IIHS headlight ratings show big need for improvement

PEMBROKE PARK, Fla. – Drivers having trouble seeing the road at night might not have their eyesight to blame.

A study by the Insurance Institute for Highway Safety (IIHS) found recent advances in headlight technology, like LED and high-intensity discharge (HID) lamps, do not guarantee good performance.

"You don't have to pay for an expensive option to get good headlights," said David Zuby, chief research officer at IIHS. "The base model Honda Accord, for example, has some of the better-performing headlights in the bunch."

Researchers tested 31 vehicles with over 80 headlight systems combinations, taking into account visibility and glare on both low and high beams after dark. A special device measures the light as the vehicle drives in five different scenarios: traveling straight, a sharp left curve, a sharp right curve, a gradual left curve and a gradual right curve.

IIHS's first-ever headlight ratings revealed only one of its tested vehicles got a "good" rating: the Toyota Prius V with LED lights and high-beam assist.

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The other 30 vehicles tested received ratings anywhere from "acceptable" to "poor," with many of the poor-rated headlights belonging to luxury vehicles.

According to the study, of the 44 headlight systems earning a poor rating, the halogen lights on the BMW 3 series are the worst. Drivers with those headlights would have to be going 35 mph or slower to stop in time to avoid an obstacle in their lane.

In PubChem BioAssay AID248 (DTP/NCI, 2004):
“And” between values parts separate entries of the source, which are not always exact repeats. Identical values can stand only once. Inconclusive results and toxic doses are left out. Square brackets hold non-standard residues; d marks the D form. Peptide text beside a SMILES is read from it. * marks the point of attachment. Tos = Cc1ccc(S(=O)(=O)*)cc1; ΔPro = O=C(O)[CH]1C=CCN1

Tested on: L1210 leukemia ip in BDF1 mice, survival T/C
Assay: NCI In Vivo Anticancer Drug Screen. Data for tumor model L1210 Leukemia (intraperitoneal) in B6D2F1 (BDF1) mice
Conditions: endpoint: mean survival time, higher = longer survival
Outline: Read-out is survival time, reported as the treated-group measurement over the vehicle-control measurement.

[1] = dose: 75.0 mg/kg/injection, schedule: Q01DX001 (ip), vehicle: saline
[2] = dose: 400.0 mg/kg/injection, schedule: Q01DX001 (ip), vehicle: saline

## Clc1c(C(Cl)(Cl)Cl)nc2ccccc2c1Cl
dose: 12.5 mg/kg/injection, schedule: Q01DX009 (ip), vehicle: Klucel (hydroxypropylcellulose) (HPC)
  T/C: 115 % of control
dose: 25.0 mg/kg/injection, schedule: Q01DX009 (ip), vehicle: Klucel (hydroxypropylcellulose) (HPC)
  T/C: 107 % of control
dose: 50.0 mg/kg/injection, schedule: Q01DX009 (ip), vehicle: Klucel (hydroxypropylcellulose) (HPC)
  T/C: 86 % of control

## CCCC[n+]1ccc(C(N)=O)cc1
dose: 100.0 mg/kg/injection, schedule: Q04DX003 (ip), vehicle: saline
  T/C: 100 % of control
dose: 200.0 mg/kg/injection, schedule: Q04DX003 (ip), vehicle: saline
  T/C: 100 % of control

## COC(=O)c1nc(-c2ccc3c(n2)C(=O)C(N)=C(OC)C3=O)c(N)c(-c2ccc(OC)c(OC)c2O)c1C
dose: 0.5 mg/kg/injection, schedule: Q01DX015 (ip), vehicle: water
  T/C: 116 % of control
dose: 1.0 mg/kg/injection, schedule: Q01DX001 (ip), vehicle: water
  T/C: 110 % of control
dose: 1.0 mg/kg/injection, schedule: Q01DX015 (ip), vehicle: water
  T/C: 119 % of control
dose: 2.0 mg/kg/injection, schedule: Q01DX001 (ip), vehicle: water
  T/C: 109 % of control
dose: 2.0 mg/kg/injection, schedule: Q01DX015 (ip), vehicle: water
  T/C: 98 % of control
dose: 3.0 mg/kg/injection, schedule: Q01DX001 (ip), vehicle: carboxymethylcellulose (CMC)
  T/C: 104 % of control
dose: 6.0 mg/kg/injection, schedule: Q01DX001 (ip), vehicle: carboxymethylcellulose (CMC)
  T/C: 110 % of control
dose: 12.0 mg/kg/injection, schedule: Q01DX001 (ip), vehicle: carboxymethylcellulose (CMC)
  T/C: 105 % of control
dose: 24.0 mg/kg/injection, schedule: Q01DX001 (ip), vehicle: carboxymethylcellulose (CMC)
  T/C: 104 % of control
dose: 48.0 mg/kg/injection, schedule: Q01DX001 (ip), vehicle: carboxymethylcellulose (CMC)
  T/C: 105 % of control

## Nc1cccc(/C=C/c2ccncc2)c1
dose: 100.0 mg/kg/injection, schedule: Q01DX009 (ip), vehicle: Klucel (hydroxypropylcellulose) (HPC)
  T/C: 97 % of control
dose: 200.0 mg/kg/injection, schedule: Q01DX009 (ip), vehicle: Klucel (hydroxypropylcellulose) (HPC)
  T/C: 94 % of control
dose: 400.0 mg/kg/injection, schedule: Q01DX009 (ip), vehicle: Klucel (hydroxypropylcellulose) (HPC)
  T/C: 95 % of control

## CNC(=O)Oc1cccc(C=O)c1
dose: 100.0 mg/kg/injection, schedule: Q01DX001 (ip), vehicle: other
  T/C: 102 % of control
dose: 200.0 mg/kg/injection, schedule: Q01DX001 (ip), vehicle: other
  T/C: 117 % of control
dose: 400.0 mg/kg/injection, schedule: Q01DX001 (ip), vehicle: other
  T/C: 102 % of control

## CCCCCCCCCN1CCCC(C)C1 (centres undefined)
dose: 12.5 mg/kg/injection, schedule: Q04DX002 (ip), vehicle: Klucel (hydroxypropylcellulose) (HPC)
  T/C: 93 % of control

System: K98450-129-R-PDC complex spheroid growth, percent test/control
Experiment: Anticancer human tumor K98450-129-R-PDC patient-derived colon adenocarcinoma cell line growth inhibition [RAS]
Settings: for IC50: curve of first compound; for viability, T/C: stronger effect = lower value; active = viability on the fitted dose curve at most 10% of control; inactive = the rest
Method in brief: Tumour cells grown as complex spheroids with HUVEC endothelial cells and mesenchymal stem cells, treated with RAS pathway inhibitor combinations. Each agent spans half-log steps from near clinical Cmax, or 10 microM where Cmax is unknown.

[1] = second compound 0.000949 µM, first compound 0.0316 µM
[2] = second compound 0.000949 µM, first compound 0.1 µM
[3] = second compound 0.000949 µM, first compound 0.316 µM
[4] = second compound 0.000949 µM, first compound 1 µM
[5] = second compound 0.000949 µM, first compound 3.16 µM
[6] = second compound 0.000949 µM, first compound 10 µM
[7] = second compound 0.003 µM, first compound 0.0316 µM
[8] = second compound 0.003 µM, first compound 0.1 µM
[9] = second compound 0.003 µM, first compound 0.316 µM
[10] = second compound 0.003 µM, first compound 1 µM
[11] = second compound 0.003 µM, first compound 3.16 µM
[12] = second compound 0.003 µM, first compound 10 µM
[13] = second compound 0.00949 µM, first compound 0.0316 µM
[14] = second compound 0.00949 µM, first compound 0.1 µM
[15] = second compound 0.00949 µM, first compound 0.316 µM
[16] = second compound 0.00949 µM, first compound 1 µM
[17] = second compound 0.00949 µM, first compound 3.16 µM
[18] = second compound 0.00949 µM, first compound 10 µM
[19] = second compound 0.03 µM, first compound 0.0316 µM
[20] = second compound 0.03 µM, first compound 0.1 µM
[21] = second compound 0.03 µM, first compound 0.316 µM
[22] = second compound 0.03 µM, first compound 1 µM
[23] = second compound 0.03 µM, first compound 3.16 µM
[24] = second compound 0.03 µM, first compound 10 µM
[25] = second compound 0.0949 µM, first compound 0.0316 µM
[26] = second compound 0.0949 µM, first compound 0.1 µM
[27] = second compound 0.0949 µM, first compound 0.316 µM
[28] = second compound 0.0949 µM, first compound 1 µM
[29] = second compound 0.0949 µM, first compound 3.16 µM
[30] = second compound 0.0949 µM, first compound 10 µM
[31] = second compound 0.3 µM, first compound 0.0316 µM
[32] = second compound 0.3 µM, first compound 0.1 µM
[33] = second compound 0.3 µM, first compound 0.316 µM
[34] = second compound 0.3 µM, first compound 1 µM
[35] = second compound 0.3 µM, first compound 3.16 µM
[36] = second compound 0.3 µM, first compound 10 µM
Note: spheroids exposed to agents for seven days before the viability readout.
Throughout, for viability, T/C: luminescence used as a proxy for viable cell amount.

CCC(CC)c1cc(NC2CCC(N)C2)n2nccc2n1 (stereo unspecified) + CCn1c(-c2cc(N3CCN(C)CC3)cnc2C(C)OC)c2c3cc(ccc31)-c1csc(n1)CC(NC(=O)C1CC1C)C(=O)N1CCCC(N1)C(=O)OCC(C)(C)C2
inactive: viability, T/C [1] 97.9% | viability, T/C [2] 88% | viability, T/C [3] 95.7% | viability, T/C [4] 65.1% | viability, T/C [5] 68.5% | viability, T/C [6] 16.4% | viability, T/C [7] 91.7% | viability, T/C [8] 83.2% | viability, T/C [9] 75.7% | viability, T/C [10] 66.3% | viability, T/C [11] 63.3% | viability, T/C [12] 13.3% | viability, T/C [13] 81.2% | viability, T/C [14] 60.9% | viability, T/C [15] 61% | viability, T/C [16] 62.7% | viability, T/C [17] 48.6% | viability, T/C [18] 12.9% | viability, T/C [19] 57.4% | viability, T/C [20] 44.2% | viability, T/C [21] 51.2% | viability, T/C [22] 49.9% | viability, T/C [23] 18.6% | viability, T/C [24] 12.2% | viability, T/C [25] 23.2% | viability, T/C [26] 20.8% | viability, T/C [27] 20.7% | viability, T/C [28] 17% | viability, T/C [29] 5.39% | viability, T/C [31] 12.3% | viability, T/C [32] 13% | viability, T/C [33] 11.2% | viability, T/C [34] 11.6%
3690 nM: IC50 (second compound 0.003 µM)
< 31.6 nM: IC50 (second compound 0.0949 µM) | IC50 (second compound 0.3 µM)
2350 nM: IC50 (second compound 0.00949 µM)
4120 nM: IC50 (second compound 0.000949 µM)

A LED curve-adaptive system with high-beam assist, a combination that rates marginal, is the best available option for the same car.

"Government standards for headlights allow a wide range of illumination down the road," Zuby said. "Headlight systems are often designed as a styling statement, rather than to provide good light for drivers."

A study by AAA in 2015 also found big differences in performance from the most common headlight lamp. AAA's test results suggested halogen headlights, when compared with HID and LED headlights, might fail to safely light up dim roadways at speeds as low as 40 mph.

Halogen headlights can be found in more than 80 percent of vehicles on the road today.

"The differences are stark," Zuby said.

With about half of traffic deaths occurring either in the dark or in dawn or dusk conditions, improved headlights have the potential to greatly reduce traffic fatalities.

IIHS is encouraging automakers to improve headlight function and is also encouraging drivers to place a little more importance on the quality of their headlights.

"You probably don't think too much about your headlights, but good headlights that help drivers see well far down the road could prevent a lot of crashes," Zuby said.